Rookie Minicamp is just around the corner for the Philadelphia Eagles and whilst it’s our first chance to catch a glimpse of Carson Wentz and the rest of the rookies signed by the birds, there are also 26 players hoping to make an impact during their tryout for the team. From basketball standouts to Quarterbacks and Linebackers trying out as Tight Ends, here’s all you need to know about the 26 rookies aiming to impress the Coaches at the NovaCare Complex this weekend.
QB: Everett Golson – Florida State
After trying out for the Colts earlier this week, Florida State’s Everett Golson is set to try out for the Eagles this weekend.
After starting 34 games in his college career, Golson passed for 7,628 yards, 52 touchdowns and 23 interceptions..completing 61.2% of his passes. His dual-threat trait made him a terror for Defenses as he ran for 546 yards and a further 14 touchdowns.
The biggest complaint with Golson appears to be his size. At 6’0, 199 pounds, he lacks the prototypical size for a modern day Quarterback..especially when you compare him to Carson Wentz.
The Eagles already have four Quarterbacks on their roster, but it’s nice to see the Eagles taking a chance at least..who knows, perhaps they see something they like.
WR: David Watford – Hampton
David Watford may be working out as a Wide Receiver (and isn’t the only QB to do so), but is best known for signal calling at Hampton. In 10 games last season, Watford threw for 21 touchdowns and 14 interceptions, completing 53% of his passes. The numbers weren’t stellar but like Washington below, Watford has some impressive athletic traits.
At 6’2 and 212 pounds, Watford has the tangibles to become a big-body receiver in the right environment. With a 38″ vertical and a 4.56 40-yard dash..the Eagles search for steady hands continues. Watford has the frame to try out for the “flex” position alongside Washington and it’s interesting to see how the two compare.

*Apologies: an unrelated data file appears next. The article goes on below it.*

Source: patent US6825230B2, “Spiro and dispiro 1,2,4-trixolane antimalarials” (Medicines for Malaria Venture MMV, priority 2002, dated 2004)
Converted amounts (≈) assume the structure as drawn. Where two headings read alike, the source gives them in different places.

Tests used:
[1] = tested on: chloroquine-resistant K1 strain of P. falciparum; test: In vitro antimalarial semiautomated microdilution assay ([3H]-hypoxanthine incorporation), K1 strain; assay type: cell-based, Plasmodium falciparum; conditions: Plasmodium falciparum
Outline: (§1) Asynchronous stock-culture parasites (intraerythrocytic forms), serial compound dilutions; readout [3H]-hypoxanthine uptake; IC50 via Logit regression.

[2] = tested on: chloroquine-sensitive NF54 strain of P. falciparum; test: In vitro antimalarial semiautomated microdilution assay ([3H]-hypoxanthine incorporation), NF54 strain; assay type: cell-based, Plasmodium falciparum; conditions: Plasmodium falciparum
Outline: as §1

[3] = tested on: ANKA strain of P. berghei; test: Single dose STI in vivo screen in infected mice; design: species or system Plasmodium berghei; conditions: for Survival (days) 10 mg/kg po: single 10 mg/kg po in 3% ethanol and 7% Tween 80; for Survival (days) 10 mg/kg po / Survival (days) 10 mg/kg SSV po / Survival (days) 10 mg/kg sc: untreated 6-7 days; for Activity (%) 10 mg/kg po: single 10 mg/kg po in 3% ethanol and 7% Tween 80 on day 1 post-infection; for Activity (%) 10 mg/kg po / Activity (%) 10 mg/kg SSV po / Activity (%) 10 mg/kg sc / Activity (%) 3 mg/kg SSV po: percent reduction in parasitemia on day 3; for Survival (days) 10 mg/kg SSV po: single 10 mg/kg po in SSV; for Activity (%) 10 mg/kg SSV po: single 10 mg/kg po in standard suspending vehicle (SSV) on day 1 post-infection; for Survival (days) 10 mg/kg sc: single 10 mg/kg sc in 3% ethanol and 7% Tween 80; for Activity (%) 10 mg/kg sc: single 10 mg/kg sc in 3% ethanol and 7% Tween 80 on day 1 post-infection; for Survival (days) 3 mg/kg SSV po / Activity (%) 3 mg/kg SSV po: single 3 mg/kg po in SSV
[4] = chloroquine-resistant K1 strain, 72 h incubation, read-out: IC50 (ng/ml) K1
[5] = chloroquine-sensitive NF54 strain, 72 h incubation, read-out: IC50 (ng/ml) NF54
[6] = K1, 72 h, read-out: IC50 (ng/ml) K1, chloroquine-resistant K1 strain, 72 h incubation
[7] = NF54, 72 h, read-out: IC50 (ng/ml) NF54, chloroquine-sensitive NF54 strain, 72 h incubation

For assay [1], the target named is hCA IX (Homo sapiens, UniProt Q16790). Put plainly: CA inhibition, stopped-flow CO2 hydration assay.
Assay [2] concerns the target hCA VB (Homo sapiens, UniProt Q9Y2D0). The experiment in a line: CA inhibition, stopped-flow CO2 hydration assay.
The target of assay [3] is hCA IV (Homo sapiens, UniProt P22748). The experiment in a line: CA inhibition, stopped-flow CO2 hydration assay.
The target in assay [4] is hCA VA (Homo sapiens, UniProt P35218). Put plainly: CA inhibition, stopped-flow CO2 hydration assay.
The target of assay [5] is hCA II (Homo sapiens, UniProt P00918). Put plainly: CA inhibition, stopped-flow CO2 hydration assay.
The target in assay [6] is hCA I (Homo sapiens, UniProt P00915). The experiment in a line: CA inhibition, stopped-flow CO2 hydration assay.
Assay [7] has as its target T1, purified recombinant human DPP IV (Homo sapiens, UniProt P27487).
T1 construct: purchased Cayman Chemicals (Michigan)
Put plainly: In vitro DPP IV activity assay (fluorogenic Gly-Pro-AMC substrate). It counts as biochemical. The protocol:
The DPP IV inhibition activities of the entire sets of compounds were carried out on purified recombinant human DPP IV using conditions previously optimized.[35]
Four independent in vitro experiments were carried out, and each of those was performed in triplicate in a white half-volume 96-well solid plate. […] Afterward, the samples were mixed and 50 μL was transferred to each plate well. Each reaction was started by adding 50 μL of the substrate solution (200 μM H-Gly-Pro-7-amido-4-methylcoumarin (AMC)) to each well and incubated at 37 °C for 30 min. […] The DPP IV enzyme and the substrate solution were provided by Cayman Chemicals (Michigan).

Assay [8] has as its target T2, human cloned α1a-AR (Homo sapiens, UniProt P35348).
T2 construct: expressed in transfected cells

The Angelo State Quarterback may have you questioning why the Eagles are working out yet another signal caller and whilst he was an accomplished Quarterback during his College career, he’s actually trying out as a “flex” tight end/ receiver.
The 6-foot-6, 225-pounder is incredibly athletic for his size and it’s hardly surprising to see the Eagles trying to see if they could utilize such an impressive skill set.
Other numbers for QB Kyle Washington at pro day:
Hand: 10 1/4
Arm: 37 1/2
Wingspan: 86 3/4 (largest wingspan)
— NFL Draft Blitz (@NFLDraftBlitz) April 1, 2016
Washington displayed his versatility as a Quarterback at Angelo State, and he did so with confidence. Not only did he average the third highest amount of passing yards per game in the country during his senior season, but also scored a total of 43 touchdowns, rushing for 15 and receiving for 1. He also completed 66.2% of his passes for 3,793 yards, 29 TD’s and 5 INT’s.
Seeing a Quarterback transition to a “flex” position is certainly interesting, but hardly surprising considering that versatility is such a huge focus for the Eagles. Washington has played in every position except OL/DL at least once in his life..the question is can he take these skills and stand out from the crowd?
P: Taylor Symmank – Texas Tech
The number one punter in Texas Tech history, Symmank suffered a midseason injury that meant he missed eight games in 2015. If he had played in enough games to qualify, Symmank’s average of 46 yards per punt would have ranked him inside the top-15 in the country. Symmank also ends his career as the most successful punter in Texas Tech history.
With Donnie Jones not getting any younger, the Eagles would be wise to bring in a young face to learn from one of the most experienced punters in the league.
WR: T.J Thorpe- Virginia Cavaliers
After transferring from UNC for his senior season, Thorpe ended his lone season in Virginia with 321 yards on 23 receptions, averaging 14.3 yards per reception and accounting for just one touchdown.
He arrived at UNC in 2011 ranked as the No. 6 prospect in his state and 15-th best WR prospect in the country. Unfortunatelt injuries began to plague his career as he broke the same foot two seasons in a row. In 2014 he broke his foot for the third consecutive year. At 6’0, 200 pounds, Thorpe has always had the talent..it’s just been a case of making it onto the field to prove it. His Draft stock may have plummeted over the course of his career due to his injury woes, but he has enough talent to warrant a tryout and that should count for something.
Here’s an interesting mini documentary on his career and struggle with adversity…it’s worth a watch!